Plotters for direct-to-textile inkjet printing are a technological solution that has only recently been launched on the market.

It came initially from the idea of using plotters previously made for printing a design onto paper (which was subsequently transferred onto fabric by means of calanders or flat presses ) using the new inks suitable for printing directly onto the fabric, combined with a source of heat (such as an oven/calander) to achieve sublimation without the need for additional steps.

An idea that became reality for some manufacturers during the 80’s.

However, in practical terms, working with fabrics is very different to handling paper.

Plotter manufacturers soon realised there were various phases to be managed during production:

  • handling the fabric
  • loading the fabric into the machine
  • pulling it through
  • initial drying
  • adjusting the passage of the fabric in the oven

All well-known critical stages in traditional textile manufacturing but that were issues for the “new” digital printers.

At the beginning, plotter manufacturers were met with an unpleasant surprise: their know how in the design of machines for printing on paper, PVC and vinyl was basically insufficient.

They soon found out that the very nature of fabrics means they are in constant “motion”, unlike the supports they were familiar with, and so fabrics are difficult to control.

The first users and industrial textile printing firms were already encountering the associated problems, considered by the pioneers in the business challenging to the point that these machines were “unmanageable”.

As with any new technology, anything newly-launched on the market should be analysed calmly and with due caution before going ahead and buying it.

After getting off to a fast start and coming to a sudden stop, some plotter manufacturers decided it was best to study the machines in greater depth, adding the necessary adjustments.

Recent industry exhibitions have shown that the reliability and simplification of the plotters currently available today have improved significantly, rekindling interest among customers and generating cautious optimism among those directly involved in the sale of these products.

As far as technology is concerned, the equipment you need is: a plotter for direct-to-textile printing and an in line/separate oven or calander for fixing and developing the dyes.

Unlike transfer printing, the right-side of the design is printed onto the fabric, as there is no transferring of mirror-images.

The printing speed for plotters with an in-line oven has to be adjusted according to how long the fabric will stay inside the oven and not vice versa, in order to prevent the fabric from yellowing or shrinking excessively.

Just like printing on transfer paper, it is vital to prevent the heads from touching the support.

In direct-to-textile printing, one of the issues that presented a major challenge for engineers was finding the best applications and solutions so that all fabrics have the same tension preventing the printing heads from touching the support during scanning along the width of the fabric.

It is an issue that concerns every phase in production, which should not be underestimated but be monitored at all times.

As concerns materials, POLYESTER fibre is the best choice, but requires the application of a specific chemical.

This lets the ink droplets stop without expanding, guaranteeing excellent design definition. However, it means that fabrics treated in this way will generally be more expensive than those used for transfer printing, but the extra cost is offset by the savings for the paper cost .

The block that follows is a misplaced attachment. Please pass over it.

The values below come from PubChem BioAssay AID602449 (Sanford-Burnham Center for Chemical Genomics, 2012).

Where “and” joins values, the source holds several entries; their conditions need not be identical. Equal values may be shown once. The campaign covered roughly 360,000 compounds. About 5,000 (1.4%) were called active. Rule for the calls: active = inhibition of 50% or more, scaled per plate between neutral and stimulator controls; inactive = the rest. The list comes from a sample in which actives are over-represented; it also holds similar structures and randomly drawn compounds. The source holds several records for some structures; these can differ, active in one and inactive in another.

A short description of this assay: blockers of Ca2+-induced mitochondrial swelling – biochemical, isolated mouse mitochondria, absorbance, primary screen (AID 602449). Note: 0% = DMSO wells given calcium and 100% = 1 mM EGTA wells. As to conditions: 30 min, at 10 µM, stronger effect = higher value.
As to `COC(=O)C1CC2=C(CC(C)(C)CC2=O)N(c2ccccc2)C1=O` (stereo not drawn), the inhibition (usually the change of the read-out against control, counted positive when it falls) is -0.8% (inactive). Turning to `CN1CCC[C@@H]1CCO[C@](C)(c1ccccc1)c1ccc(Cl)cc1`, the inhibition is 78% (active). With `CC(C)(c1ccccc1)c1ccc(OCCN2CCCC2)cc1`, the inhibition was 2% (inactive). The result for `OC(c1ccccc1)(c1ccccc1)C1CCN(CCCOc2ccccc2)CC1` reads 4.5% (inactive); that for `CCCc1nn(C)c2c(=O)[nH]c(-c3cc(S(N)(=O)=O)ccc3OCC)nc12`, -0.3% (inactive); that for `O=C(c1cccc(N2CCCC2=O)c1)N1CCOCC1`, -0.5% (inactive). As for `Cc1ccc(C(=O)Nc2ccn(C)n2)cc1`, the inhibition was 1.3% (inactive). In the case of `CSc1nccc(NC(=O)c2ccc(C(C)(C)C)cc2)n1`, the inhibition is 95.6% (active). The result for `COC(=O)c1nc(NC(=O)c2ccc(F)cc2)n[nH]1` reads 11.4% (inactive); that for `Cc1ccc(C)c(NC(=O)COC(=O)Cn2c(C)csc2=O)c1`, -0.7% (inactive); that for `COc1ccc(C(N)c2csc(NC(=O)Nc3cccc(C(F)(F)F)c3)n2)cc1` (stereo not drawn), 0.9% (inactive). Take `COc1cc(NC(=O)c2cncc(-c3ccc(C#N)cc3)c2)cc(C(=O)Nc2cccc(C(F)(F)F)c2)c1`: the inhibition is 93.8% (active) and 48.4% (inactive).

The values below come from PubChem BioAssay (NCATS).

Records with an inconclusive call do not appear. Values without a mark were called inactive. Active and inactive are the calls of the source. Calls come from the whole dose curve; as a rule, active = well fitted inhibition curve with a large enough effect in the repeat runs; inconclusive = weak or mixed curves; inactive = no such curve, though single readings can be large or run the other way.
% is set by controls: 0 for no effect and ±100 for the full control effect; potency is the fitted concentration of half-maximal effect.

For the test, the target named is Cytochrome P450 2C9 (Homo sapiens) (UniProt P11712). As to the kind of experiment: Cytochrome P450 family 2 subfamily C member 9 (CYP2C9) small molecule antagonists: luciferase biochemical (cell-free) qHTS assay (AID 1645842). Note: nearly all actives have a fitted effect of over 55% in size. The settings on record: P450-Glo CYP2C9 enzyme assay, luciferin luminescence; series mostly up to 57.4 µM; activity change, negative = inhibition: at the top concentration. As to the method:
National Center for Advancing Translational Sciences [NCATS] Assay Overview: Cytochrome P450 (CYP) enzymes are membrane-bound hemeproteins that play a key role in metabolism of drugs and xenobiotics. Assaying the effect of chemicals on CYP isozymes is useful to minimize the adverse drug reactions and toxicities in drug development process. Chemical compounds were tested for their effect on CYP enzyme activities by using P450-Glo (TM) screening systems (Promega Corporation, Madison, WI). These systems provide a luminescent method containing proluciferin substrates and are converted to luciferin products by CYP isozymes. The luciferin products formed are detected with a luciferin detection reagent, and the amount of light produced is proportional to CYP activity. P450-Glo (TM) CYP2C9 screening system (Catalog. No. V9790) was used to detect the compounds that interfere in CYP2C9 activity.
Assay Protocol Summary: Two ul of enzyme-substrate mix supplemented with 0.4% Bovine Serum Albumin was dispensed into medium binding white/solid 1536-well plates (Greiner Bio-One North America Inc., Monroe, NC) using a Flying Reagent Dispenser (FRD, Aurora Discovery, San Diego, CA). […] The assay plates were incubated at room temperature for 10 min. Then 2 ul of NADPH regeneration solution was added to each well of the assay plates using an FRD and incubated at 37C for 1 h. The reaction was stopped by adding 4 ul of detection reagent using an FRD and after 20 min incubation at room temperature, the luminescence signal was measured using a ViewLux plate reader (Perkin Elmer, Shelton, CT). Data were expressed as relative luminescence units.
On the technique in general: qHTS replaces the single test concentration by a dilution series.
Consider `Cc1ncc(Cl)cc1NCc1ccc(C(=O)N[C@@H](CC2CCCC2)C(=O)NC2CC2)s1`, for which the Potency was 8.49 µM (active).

Some special applications (such as flags) need the colour to pass through to the reverse side of the fabric; as it is not possible to adjust the temperature and speed like you can with a calander/press, it is necessary to source purpose-processed products or fabrics on the market.

A “cost” related aspect to consider is the threading of the fabric, i.e. the section of material needed for it to reach the starting point and the finishing point of the machine – also in case of printing faults –, where losses correspond to the cost of using fabric instead of paper, whose price is much lower.

Using plotters reduces the range of items that can be printed on directly, such as long pile fabrics like felts, rugs and carpet. Stretch items require the use of a permanent adhesive mat placed at the inlet mouth of the machine to hold the fabric still and so prevent shrinkage, which would make it impossible to achieve correct printing.

The rolls must be handled and stored with the utmost care.

The pieces of fabric must be stored horizontally, overlapping them by their full length and avoiding crossing them over.

Never straighten the rolls vertically. If this is unavoidable, never stand the rolls on their edges (especially rolls of lightweight fabrics) because this would cause the fabric’s selvedges to become “wavy” and raised up, which could hamper the proper passage of the printing heads.

Generally, plotters for direct-to-textile printing are preferable to printing with transfer paper in the following cases:

  • there is a limited amount of material to be printed, so that the cost of switching the calander on and off is not covered (even60/70 minutes)
  • a few items have to be made up rapidly (an oven takes 15/20 minutes to heat up).

In quality terms, dye-sublimation printing using a calander/press guarantees better fixing-quality for the ink. Using a plotter results in 15/20% better fastness to light, but these are values that are all conform for advertising and use in-house.

For apparel, home textile, footwear, and luggage, it is essential to complete all the reference tests for the relative parameters!